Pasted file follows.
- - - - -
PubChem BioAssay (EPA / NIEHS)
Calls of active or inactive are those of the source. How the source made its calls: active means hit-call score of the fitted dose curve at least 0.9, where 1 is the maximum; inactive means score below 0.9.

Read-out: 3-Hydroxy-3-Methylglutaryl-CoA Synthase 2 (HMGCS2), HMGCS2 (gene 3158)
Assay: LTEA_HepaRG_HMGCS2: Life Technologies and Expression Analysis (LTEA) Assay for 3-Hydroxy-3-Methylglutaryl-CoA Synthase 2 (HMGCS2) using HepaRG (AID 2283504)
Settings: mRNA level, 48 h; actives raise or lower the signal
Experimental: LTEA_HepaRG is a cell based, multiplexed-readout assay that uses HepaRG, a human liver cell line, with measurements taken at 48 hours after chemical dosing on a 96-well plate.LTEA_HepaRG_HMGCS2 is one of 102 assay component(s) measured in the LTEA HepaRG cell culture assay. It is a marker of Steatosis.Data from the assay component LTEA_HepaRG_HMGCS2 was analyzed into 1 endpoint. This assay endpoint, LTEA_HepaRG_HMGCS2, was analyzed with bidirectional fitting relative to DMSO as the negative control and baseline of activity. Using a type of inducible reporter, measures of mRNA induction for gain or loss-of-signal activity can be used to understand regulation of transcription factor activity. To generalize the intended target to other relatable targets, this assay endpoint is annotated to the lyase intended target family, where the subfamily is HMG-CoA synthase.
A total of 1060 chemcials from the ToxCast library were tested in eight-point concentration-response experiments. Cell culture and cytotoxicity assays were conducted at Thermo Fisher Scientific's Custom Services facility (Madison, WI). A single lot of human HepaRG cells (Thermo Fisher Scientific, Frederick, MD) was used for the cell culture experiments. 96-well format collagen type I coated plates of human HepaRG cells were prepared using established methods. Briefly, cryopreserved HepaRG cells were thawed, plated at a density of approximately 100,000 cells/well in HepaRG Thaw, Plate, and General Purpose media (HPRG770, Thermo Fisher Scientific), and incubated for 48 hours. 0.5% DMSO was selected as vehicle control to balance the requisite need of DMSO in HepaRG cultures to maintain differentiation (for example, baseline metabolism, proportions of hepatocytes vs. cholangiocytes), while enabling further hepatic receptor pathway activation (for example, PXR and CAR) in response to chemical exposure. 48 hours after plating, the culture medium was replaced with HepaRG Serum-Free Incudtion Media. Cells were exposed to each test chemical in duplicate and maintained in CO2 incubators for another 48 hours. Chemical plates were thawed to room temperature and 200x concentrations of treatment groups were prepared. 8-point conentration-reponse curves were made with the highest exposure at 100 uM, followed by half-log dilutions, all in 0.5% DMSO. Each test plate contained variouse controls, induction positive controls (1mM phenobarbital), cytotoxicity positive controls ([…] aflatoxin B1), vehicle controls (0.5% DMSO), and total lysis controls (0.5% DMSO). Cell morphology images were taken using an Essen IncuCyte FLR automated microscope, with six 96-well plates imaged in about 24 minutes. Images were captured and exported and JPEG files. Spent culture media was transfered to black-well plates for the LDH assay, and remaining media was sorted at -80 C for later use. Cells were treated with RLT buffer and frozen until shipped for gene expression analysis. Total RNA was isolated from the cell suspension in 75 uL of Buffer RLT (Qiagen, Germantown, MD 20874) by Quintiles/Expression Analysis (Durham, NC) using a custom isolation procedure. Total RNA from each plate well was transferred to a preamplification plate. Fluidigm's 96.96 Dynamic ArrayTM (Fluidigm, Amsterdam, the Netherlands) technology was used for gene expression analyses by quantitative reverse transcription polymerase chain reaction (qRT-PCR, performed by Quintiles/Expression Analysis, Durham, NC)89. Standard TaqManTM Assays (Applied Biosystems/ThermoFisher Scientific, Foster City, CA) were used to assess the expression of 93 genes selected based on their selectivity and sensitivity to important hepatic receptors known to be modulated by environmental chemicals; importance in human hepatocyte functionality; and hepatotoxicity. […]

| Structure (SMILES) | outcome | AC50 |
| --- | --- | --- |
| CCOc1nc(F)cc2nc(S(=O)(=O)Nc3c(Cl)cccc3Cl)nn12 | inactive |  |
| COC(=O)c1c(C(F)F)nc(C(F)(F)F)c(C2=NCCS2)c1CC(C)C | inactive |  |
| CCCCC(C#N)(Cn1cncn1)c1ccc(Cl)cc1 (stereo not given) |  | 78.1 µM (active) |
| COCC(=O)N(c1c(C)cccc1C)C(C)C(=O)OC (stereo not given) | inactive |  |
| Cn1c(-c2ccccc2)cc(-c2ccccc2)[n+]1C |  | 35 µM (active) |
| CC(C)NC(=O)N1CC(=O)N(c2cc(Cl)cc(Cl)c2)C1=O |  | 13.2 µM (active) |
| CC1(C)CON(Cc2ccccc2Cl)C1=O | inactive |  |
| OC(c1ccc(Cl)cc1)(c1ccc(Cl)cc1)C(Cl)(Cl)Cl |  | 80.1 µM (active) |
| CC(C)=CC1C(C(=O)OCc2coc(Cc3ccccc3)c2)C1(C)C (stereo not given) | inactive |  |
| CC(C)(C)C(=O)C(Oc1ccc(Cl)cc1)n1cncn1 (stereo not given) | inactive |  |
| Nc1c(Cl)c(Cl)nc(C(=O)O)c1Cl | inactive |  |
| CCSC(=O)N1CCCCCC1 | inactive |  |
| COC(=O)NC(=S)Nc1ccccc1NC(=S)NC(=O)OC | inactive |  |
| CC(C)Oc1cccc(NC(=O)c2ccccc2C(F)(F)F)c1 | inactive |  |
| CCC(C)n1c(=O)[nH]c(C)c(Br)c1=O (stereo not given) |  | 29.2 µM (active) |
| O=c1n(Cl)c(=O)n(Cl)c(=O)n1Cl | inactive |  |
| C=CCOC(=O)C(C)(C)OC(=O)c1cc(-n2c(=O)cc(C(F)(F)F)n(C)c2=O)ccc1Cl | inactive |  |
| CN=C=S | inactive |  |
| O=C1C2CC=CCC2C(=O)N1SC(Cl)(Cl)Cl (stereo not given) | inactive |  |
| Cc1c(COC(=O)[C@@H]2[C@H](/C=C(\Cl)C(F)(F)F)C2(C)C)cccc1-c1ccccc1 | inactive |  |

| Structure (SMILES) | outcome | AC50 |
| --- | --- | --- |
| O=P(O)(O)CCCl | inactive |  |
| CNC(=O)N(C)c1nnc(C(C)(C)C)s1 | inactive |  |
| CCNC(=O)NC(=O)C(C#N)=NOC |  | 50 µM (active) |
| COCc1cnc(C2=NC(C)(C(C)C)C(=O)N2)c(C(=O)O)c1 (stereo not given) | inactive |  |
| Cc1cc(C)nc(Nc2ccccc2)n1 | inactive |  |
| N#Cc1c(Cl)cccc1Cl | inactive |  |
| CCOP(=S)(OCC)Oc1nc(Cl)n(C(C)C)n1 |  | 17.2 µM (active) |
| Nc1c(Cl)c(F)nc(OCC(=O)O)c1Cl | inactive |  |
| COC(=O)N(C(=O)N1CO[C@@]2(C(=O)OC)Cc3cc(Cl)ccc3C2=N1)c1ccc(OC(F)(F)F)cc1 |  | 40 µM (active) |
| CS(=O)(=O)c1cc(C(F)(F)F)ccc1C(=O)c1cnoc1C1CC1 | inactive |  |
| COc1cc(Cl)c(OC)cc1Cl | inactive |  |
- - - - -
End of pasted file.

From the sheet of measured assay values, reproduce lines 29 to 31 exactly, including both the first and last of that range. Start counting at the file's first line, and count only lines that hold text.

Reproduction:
| Cc1c(COC(=O)[C@@H]2[C@H](/C=C(\Cl)C(F)(F)F)C2(C)C)cccc1-c1ccccc1 | inactive |  |

| Structure (SMILES) | outcome | AC50 |
| --- | --- | --- |